It was an experience visiting the waterways of North-Western Bangkok. For centuries the tributaries that flow off the main river in the city, the Chaopraya, have been home to many Thais who see these waterways as their livelihood. It resembled a tropical and lush version of Venice, with the houses perched at the water’s edge. People were going about their daily lives, motoring around on their boats, washing their hair and woks and children playing, all using the water that is integral to the routine of their day-to-day lives. Puwadol and I also visited the floating market where we bought all sorts of yummies including deep-fried bananas, pork on sticks and little cakes made from coconut and palm fruits (which contains natural yeasts that ferment the cake batter and give the little cakes a ‘floaty light’ texture).

This part of Thailand is seen as the best for growing fruit and the best Durian grown here can fetch around £200 – you buy the fruit as a bud on the tree and get to take it home when it is fully grown, spiky and ripe. The best texture for Durian is firm on the outside and soft on the inside and the most popular variety is the long-stemmed species. It tastes good, a bit like roast chestnuts and I think is best eaten when not too ripe (and stinky)! It has a fearsome reputation as the stinkiest of all fruits and is banned on airlines, hotels and public places because of the stench it can give off. But it also inspires the greatest of affections amongst the Thais as the King of fruits and is always eaten alongside the purple coloured Queen of fruits, the Mangosteen, to balance the ying and yang (Durian is seen as hot and Mangosteen, cold). It is quite funny actually, as you do start to feel hot after you have eaten Durian – apparently because it is so high in calories! Not one for those on diets, ladies….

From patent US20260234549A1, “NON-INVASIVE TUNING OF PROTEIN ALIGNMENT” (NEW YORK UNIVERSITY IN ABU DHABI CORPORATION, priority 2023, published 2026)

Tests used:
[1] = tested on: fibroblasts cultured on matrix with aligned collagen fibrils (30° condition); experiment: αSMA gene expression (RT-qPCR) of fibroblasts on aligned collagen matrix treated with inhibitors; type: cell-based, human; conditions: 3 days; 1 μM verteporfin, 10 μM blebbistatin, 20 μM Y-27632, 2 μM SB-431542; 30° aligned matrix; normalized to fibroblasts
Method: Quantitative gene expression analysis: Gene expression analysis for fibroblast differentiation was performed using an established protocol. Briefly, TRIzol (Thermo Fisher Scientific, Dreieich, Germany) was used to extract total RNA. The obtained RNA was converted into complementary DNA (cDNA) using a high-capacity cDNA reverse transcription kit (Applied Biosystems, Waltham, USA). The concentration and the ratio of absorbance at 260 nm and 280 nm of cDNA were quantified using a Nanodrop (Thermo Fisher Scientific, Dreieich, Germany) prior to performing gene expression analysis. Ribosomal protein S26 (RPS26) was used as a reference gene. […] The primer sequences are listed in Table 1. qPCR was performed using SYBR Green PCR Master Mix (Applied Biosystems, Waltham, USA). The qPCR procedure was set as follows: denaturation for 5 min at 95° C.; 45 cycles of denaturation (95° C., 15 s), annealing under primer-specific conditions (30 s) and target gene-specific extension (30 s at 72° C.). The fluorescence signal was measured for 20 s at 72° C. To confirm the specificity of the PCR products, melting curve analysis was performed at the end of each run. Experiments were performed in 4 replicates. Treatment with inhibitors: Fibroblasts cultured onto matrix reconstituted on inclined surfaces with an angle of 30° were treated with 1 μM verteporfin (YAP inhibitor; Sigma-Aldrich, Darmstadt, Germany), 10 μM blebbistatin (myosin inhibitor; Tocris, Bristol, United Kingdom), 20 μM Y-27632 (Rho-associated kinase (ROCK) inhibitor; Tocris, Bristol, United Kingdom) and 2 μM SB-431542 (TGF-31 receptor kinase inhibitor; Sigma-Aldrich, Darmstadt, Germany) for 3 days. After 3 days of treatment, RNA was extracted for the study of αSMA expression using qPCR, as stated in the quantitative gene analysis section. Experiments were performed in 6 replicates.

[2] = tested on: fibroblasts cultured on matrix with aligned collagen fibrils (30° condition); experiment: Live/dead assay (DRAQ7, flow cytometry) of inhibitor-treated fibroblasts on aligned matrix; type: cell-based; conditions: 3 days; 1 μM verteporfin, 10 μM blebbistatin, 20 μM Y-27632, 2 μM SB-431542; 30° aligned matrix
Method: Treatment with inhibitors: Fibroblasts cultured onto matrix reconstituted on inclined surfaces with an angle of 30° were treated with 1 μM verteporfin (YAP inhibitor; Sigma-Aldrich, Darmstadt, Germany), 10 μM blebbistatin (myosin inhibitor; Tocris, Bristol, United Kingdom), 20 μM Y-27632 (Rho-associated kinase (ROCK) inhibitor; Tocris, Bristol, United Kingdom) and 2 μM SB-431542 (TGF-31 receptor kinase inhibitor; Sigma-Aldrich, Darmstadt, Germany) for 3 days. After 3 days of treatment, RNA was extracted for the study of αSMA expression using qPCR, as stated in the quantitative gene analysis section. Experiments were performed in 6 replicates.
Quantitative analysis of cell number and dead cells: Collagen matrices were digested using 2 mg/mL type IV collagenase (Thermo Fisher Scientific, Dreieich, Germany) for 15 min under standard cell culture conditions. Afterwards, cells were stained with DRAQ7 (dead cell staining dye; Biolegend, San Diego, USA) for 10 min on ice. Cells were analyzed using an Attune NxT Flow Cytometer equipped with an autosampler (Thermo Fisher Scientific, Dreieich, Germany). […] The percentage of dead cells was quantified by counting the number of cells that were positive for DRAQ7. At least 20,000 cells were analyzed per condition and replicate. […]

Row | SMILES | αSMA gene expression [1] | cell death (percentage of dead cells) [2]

Happy Cooking!


The Tale of Goldilocks and the Three Stinks…

Gam Som Gung
I was taken to experience Southern Thai food in a wooden house, surrounded by a moat, called Ban Peung Chom. You would think I would have to go to Southern Thailand and the Islands to experience this super-hot, fish based cuisine, but much to my chagrin this excellent restaurant can be found in the sois of Bangkok.

Tord Mun Hua Pee
We chose typically Southern dishes of Gam Som Gung (Sour soup with prawns), stir fried noodles, Tord Mun Hua Pee (deep fried banana flower), Nam Prik Poo (spicy crab relish with raw vegetables), chicken wings with a spicy sweet marinade topped with deep fried cabbage (very Chinese in flavour), and cowslip in Oyster sauce. The principal protein was prawns or seafood such as crabs, as typical from the sea-surrounded islands of the South.

Spicy Chicken Wings with Deep fried Cabbage
All of it was great. I actually expected it to be spicier as Southern food is supposed to be exceptionally hot, with dishes like the Southern Curry with Turmeric topping the Richter scale in heat. But Boworn explained we were eating Southern Thai from the Island of Phuket which meant that it was milder, as it had been influenced by the Chinese Fujian-style of cooking brought with them when they emigrated to this Thai Island.

Nam Prik Poo
My favourite dish by far was the stir fry, or ‘Mung Bean Noodles with 3 Stinks’. I loved it not least because of its awesome name! The ‘3 stinks’ in question were stink beans (that looked like large shelled wrinkly broad beans but tasted strongly, like garlic), pickled garlic and leed tree leaves (pungent, again quite like garlic). It provided the source of many jokes at the table(!) but was in fact a seriously good dish. They make use of the fantastic mung bean vermicelli noodles, that are translucent when cooked, and have a great texture. The vegetables worked will in it, and there was a smattering of cooked pork mince and stir fried egg stirred though it to add interest and texture.

3 stinks stir fry
I enjoyed the meal very much and left feeling pleased that I hadn’t been subjected to bowls of rice porridge (also called Congee, like the real Goldilocks) but had dined on delicious traditional Southern Fayre!

Happy Cooking!